Dr Johan Franzén
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Dr Johan Franzén is an academic whose research focus on the political history of the Middle East, particularly various ideologies of resistance and opposition.


His recent book, Red Star Over Iraq: Iraqi Communism Before Saddam (Columbia University Press), looked at how the Iraqi Communist Party played a crucial part in the modern history of Iraq and the wider region as the main oppositional party and source of protest against a range of different oppressive regimes.


Currently, Dr Franzén is writing a general history of Iraq which aims to show how opposition and protest always has been a central feature of that country’s modern history – right up to the current situation.


He is also interested in how politics in other countries in the region, such as Syria, Egypt, Palestine and Lebanon, has been shaped by various ideologies, revolutions and protest movements.

Entries by Dr Johan Franzén

Stop Denying the Armenian/Assyrian/Greek Genocide!

(1) Comments | Posted April 22, 2015 | 9:40 AM

A hundred years ago today, 24 April 1915, the arrest of some 250 Armenian intellectuals and community leaders in Constantinople (Istanbul) marked the beginning of the Armenian genocide. Throughout 1915, and in some places carrying on for much longer, scores of Christian communities were massacred or rounded up and forced...

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Why Obama's Strategy Against the Islamic State in Iraq and Syria Is Likely to Fail

(7) Comments | Posted September 12, 2014 | 11:25 AM

President Barack Obama recently announced a new American campaign against the Islamic State in Iraq and al-Sham (al-Dawlah al-Islamiyyah fi al-'Iraq wa al-Sham; ISIS). This campaign, in Obama's words, is designed to "degrade and ultimately destroy" ISIS (or IS as they have chosen to call themselves since declaring a "Caliphate")....

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The New Libya

(0) Comments | Posted October 10, 2013 | 9:16 AM

News of the abduction of Libya's Prime Minister, Ali Zeidan, recently made the headlines around the world. The former human rights lawyer, who for decades fought against Qaddafi's regime from his exile in Geneva, was being held captive by a militia that supposedly is allied to his own...

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Iraq Ten Years On - Was It Worth It?

(0) Comments | Posted March 18, 2013 | 9:27 AM

Ten years have passed since American and British troops invaded Iraq on 19 March 2003. Much has happened during that decade, not least the downfall of an infamous dictator and the establishment of a democratic political system. A question that seems to be on everyone's mind these days is whether...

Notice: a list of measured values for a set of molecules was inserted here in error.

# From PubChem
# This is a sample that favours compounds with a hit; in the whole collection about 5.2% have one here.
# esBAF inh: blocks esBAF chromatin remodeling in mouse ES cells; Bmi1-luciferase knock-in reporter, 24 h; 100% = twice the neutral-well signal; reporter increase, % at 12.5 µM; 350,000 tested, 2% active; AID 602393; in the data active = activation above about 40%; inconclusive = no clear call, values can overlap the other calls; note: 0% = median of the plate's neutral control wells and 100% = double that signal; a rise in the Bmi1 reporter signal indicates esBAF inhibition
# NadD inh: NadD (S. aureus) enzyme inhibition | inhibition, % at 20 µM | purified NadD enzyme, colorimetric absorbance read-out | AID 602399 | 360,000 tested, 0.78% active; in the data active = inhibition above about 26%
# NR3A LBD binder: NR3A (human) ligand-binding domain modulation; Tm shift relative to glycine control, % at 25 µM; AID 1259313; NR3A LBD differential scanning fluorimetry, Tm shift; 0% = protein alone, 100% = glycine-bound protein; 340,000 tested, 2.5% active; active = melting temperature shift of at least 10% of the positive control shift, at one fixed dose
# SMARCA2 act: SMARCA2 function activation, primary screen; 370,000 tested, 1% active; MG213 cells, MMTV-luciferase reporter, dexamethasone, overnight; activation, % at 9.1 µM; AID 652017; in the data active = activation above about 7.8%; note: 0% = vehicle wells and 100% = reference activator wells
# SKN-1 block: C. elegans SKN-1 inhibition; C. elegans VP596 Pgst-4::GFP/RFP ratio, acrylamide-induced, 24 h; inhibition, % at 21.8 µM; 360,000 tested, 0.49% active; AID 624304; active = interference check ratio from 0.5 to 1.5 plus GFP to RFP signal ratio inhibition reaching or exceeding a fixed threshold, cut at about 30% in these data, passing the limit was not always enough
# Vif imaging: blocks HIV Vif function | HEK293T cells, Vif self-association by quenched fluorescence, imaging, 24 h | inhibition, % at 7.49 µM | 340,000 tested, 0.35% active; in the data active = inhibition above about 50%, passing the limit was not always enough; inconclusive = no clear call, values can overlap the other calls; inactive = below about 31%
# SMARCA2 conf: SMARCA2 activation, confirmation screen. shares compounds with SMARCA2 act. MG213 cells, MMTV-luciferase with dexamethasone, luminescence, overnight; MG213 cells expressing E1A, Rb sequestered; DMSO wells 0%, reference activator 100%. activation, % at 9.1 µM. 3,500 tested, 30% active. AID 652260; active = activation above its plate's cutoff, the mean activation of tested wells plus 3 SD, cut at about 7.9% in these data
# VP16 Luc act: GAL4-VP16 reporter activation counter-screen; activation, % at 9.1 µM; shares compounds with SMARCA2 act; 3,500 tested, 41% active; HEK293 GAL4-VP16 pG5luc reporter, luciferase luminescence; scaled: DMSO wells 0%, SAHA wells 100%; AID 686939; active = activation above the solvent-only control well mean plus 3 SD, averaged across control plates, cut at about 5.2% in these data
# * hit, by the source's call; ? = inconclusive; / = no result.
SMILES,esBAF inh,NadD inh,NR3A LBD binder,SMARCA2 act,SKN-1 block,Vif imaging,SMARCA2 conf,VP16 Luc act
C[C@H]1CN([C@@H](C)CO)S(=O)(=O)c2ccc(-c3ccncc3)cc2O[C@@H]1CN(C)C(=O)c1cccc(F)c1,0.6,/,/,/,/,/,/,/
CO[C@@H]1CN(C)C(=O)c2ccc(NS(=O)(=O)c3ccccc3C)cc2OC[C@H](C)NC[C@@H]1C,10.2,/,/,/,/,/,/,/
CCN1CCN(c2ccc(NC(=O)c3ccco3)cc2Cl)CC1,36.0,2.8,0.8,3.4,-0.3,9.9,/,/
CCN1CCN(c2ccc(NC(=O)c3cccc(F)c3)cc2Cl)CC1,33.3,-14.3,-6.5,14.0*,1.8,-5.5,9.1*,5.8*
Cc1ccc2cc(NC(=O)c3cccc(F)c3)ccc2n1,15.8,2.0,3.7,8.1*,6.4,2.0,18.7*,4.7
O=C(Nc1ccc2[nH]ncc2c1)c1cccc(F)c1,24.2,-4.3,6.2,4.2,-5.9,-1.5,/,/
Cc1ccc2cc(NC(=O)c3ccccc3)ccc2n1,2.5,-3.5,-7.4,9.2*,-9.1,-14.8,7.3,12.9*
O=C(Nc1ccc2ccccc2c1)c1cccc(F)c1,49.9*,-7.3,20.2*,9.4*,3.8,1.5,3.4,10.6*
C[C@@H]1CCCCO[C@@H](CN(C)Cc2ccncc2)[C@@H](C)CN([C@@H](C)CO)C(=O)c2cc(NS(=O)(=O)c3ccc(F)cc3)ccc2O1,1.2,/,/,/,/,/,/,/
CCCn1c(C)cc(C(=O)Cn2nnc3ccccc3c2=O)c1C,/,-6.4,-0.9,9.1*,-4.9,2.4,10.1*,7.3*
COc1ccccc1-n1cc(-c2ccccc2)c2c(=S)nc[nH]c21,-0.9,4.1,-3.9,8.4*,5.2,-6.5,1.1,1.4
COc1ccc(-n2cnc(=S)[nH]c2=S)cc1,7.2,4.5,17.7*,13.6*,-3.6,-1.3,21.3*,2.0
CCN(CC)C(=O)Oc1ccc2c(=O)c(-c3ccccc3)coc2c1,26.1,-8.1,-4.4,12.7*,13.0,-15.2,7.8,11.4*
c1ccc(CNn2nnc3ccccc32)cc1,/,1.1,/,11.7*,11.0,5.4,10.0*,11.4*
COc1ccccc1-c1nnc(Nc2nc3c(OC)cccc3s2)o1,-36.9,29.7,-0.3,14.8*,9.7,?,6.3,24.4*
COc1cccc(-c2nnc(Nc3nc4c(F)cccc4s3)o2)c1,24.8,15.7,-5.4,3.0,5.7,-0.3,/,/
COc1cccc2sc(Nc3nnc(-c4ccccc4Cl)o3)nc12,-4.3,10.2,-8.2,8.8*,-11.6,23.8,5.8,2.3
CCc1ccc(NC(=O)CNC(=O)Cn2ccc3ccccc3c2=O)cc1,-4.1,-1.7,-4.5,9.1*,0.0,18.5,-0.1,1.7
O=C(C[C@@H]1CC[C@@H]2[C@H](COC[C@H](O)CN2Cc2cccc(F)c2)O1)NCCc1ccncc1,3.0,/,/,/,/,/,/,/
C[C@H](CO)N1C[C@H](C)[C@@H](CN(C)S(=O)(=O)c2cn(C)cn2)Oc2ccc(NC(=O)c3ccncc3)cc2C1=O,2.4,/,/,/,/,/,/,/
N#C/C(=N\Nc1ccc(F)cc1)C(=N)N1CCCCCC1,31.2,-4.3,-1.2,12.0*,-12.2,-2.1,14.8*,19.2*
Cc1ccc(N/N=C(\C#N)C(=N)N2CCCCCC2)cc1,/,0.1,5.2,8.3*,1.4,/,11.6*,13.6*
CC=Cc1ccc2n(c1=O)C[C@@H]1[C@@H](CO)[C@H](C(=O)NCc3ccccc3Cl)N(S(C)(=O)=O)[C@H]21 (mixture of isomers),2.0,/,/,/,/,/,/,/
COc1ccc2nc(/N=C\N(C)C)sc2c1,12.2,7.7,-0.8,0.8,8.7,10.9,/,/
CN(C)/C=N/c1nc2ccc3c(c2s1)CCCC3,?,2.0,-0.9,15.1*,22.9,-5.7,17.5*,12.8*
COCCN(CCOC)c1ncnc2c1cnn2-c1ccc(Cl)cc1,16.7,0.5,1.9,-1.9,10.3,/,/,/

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Where Next for Egypt? The Muslim Brothers and the Ghosts of History

(11) Comments | Posted June 26, 2012 | 7:00 PM

Dr Muhammad Mursi's presidential election win on Sunday marks a watershed moment in the modern history of the Arab world. The Muslim Brotherhood, the oldest Islamist organisation in the region which has been banned for most of its existence, now holds the presidency in the most populous and powerful of...

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Egypt: Revolution or Reaction?

(0) Comments | Posted May 13, 2012 | 7:00 PM

As we approach Egypt's anticipated presidential elections, which are scheduled to take place on 23 and 24 May, an assessment of the 'revolution' that overthrew Hosni Mubarak more than a year ago is in order. The erstwhile optimism expressed by many Western liberal commentators over the democratic nature of the...

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The Case Against Military Intervention in Syria

(21) Comments | Posted March 22, 2012 | 7:00 PM

The recent peace plan to solve the situation in Syria has received the backing of the UN Security Council. This undoubtedly puts additional pressure on president Bashar al-Assad, who had earlier relied on Russia and China to veto any UN resolutions deemed too critical of the Syrian regime....

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Is Revolutionary Libya Turning Into Divided Libya?

(0) Comments | Posted March 7, 2012 | 10:07 AM

The revolution that overthrew and killed Mu'ammar al-Gaddafi, the 'Brother-Leader' who ruled Libya for 42 years, celebrated its anniversary a short while ago. Throughout the military conflict that rocked the oil-rich country western media presented an image of a unified and purposeful Libyan opposition. Yet, less than five months since...

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Egypt: The Dawn of an Islamist Future?

(4) Comments | Posted March 1, 2012 | 6:00 PM

Hosni Mubarak's toppling a year ago amidst massive popular protests raised hope of a democratic transition and a new future for Egypt. Western media and political leaders quickly jumped on the bandwagon of the so-called Arab Spring. But hopes of a rapid transition were soon quashed as it became clear...

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The Fallacy of the Arab Spring

(28) Comments | Posted February 19, 2012 | 6:00 PM

There was no Arab Spring - nor is there necessarily an Islamist Winter. Ongoing events in Syria, and recently across the Middle East, are the last in a long historic process of protest, opposition and revolution. But the outcome will not be democracy as we know it in the West.

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